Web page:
Change of Lifestyle is secret to reversing type 2 Diabetes

change of lifestyle

Managing diabetes is not easy to do since you need to change a lot in your lifestyle.  The problem with that is the society since they are the ones that are influencing to habits that would be bad for you.  Most of the time, it is your loves that would complicate things sine they would insists their own lifestyle to you.  They might know that you are suffering from diabetes, but they can’t fully understand it so they would insist their diet to you. But, there is a way out to type 2 diabetes. As hard that it is, but your lifestyle could help you get rid of diabetes, according to new study.

Type diabetes is related to obesity, as the fat accumulated in the stomach the abdomen prevents the proper function of the pancreas. It can lead to serious and life-threatening complications, including blindness and foot amputations, heart and kidney disease.

According to the new study from study from Newcastle and Glasgow Universities shows that the disease can be reversed by losing weight, so that sufferers no longer have to take medication and are free of the symptoms and risks. Nine out of 10 people in the trial who lost 15kg (two-and-a-half stone) or more put their type 2 diabetes into remission.

Prof Roy Taylor from Newcastle University, lead researcher in the trial funded by Diabetes UK, said: “These findings are very exciting. They could revolutionize the way type 2 diabetes is treated. This builds on the work into the underlying cause of the condition, so that we can target management effectively.

“Substantial weight loss results in reduced fat inside the liver and pancreas, allowing these organs to return to normal function. What we’re seeing … is that losing weight isn’t just linked to better management of type 2 diabetes: significant weight loss could actually result in lasting remission.”

The number of type 2 diabetes had quadruple in the last 35 years, rising from 108 million in 1980 to 422 million in 2014. This is expected to climb to 642 million by 2040. Type 2 diabetes affects almost 1 in 10 adults in the UK and costs the NHS about £14bn a year.

Usually type 2 diabetes is treated with regular maintenance of medication and in some cases, bariatric surgery is administered to restrict the restrict stomach capacity, which has also been shown to reverse the disease.  Bariatric surgery (weight loss surgery) includes a variety of procedures performed on people who have obesity. Weight loss is achieved by reducing the size of the stomach with a gastric band or through removal of a portion of the stomach (sleeve gastrectomy or biliopancreatic diversion with duodenal switch) or by resecting and re-routing the small intestine to a small stomach pouch (gastric bypass surgery).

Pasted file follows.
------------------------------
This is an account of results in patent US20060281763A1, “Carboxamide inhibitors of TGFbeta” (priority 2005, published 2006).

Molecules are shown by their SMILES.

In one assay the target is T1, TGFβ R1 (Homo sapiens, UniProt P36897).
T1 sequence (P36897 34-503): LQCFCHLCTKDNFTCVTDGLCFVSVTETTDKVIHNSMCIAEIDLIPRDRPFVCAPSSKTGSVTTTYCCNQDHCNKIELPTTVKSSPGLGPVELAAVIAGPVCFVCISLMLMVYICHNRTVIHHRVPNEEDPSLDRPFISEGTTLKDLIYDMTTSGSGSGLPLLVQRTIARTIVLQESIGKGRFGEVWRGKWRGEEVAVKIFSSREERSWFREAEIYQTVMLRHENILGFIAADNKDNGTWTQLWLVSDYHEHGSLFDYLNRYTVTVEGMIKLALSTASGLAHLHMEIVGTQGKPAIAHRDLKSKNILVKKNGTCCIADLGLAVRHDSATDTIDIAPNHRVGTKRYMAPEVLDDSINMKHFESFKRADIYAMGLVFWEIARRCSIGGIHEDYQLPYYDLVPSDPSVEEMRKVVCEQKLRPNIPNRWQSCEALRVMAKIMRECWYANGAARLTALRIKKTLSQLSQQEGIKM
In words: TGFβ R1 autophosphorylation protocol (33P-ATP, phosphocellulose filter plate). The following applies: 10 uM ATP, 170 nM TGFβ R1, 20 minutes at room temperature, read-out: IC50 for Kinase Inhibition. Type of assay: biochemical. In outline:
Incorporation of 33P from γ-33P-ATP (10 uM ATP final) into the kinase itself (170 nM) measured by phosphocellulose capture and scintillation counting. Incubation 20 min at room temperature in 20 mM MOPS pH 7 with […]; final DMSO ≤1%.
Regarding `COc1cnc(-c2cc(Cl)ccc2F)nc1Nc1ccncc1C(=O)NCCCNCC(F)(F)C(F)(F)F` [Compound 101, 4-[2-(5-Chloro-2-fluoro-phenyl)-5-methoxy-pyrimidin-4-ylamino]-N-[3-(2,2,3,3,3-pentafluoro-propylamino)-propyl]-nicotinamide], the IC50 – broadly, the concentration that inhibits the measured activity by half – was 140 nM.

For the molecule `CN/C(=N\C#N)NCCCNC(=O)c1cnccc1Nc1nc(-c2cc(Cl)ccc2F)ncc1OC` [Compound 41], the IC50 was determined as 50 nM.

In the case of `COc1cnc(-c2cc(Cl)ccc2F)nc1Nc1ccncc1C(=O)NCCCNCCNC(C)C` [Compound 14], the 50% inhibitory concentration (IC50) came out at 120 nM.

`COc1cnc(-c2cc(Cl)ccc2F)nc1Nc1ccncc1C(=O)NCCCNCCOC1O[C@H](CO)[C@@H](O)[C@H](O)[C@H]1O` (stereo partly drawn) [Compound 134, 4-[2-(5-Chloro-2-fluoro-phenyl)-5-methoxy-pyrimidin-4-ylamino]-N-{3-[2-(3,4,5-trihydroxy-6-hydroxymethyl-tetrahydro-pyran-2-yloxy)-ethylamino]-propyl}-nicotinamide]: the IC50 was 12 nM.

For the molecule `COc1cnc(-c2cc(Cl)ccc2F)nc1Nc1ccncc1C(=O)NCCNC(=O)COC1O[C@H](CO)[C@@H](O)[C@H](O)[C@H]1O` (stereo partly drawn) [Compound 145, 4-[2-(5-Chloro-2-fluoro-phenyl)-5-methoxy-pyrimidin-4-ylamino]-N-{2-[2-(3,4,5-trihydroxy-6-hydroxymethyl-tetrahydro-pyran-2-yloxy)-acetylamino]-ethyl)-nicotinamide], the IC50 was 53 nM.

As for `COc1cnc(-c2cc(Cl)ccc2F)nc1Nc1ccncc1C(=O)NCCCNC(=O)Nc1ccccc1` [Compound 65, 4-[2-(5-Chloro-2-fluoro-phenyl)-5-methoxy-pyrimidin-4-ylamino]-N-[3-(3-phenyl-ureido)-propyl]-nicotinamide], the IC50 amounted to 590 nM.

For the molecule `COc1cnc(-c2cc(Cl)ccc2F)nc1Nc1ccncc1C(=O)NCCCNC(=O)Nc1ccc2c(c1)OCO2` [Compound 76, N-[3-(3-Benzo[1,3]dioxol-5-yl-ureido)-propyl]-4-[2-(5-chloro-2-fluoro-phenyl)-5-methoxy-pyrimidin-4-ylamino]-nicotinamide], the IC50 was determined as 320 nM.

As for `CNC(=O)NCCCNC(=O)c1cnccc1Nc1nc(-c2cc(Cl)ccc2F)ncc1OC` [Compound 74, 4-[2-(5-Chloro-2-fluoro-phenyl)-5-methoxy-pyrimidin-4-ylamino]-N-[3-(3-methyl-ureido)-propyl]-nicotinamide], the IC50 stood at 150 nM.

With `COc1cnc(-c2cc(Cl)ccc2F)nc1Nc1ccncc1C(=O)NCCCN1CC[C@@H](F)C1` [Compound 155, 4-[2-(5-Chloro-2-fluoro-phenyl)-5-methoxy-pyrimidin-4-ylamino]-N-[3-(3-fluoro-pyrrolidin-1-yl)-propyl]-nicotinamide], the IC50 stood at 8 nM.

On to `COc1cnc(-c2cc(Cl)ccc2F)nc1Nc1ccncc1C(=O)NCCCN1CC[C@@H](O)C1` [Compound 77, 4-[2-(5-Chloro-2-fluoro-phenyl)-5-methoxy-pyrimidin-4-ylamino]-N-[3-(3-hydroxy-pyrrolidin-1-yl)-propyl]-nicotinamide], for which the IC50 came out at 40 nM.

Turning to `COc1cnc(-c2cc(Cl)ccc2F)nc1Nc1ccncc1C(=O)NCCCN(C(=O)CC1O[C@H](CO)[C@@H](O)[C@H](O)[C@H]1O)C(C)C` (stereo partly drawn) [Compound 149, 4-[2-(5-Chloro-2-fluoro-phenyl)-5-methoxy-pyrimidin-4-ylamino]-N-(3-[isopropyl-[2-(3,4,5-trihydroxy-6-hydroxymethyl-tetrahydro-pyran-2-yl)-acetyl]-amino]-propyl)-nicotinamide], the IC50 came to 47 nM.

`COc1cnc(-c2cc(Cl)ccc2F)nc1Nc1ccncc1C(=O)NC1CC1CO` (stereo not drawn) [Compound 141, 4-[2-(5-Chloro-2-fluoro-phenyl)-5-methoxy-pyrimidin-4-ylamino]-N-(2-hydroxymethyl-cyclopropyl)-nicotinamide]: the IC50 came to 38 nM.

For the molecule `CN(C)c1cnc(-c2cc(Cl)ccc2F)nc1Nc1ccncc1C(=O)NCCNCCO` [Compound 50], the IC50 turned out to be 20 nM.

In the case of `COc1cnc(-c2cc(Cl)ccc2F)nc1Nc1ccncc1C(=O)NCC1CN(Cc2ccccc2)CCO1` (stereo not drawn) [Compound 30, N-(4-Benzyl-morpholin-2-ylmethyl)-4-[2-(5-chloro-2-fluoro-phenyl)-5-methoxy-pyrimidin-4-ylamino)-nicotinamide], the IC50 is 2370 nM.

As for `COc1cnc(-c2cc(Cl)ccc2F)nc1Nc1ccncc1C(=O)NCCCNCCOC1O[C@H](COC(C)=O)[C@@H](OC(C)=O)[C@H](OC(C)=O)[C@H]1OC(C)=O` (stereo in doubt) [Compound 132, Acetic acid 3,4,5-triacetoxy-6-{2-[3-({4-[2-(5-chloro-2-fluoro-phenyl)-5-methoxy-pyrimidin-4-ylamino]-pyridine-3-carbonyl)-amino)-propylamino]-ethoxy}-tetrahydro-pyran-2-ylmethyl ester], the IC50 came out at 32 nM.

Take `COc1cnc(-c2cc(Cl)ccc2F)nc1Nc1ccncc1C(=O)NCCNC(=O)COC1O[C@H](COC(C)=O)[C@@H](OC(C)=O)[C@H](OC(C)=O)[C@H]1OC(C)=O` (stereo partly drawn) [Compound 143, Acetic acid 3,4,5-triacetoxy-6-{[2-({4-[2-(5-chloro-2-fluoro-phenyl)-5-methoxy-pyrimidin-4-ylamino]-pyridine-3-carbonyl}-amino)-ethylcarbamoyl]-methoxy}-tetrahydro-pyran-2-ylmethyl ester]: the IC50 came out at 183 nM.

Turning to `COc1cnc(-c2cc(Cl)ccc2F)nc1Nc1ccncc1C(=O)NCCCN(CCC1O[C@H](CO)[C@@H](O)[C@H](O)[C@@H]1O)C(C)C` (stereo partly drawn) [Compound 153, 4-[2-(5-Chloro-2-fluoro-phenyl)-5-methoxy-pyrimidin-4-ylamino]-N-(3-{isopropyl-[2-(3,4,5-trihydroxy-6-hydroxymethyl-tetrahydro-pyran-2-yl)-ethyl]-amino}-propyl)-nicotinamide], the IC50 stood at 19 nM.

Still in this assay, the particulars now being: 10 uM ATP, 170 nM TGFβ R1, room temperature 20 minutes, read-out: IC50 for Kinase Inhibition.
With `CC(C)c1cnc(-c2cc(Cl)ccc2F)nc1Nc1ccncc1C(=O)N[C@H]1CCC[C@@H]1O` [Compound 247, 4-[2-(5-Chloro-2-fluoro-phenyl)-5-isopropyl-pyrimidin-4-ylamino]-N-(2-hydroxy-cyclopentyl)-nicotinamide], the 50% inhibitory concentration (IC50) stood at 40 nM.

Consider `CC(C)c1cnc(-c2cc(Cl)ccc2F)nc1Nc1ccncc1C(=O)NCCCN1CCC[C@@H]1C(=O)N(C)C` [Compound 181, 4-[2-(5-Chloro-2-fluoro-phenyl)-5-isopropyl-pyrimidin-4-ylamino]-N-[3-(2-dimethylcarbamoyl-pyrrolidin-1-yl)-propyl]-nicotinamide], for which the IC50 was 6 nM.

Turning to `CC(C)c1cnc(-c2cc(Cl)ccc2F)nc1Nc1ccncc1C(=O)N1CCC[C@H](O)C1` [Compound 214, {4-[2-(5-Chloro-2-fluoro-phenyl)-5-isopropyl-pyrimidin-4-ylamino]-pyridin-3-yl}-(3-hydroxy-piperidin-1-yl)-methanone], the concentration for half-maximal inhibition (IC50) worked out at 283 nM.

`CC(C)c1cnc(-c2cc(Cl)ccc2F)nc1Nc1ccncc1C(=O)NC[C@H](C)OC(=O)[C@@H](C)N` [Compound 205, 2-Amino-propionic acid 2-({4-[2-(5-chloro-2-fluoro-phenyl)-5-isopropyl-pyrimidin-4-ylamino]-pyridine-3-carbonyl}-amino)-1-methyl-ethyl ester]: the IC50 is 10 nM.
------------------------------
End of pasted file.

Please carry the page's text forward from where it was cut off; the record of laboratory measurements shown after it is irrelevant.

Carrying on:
“Rather than addressing the root cause, management guidelines for type 2 diabetes focus on reducing blood sugar levels through drug treatments. Diet and lifestyle are touched upon, but diabetes remission by cutting calories is rarely discussed,” said Taylor.

“A major difference from other studies is that we advised a period of dietary weight loss with no increase in physical activity, but during the long-term follow up increased daily activity is important. Bariatric surgery can achieve remission of diabetes in about three-quarters of people, but it is more expensive and risky, and is only available to a small number of patients.”

The trial results, published in the Lancet and presented at the International Diabetes Federation Congress in Abu Dhabi, show that after one year, participants had lost an average of 10kg, and nearly half had reverted to a non-diabetic state.

There were 298 adults on the trial aged 20–65, who had been diagnosed with type 2 diabetes within the last six years, from 49 primary care practices in Scotland and Tyneside. Half of the practices put their patients on the very low calorie diet, while the rest were a control group, in which patients received usual care. Only 4% of the control group managed to achieve remission.

The diet was a formula of 825–853 calories per day for 3 to 5 months, followed by the stepped reintroduction of food over two to eight weeks. The participants were all given support throughout, including cognitive behavior therapy and were encouraged to exercise.

Prof Michael Lean says that even if you have diabetes for the last six years, it can be treated. The secret is through change of lifestyle as it is a long term approach to the problem. Diet and exercise should go hand in hand to treat diabetes type 2.

Sources: Wikipedia, The Guradian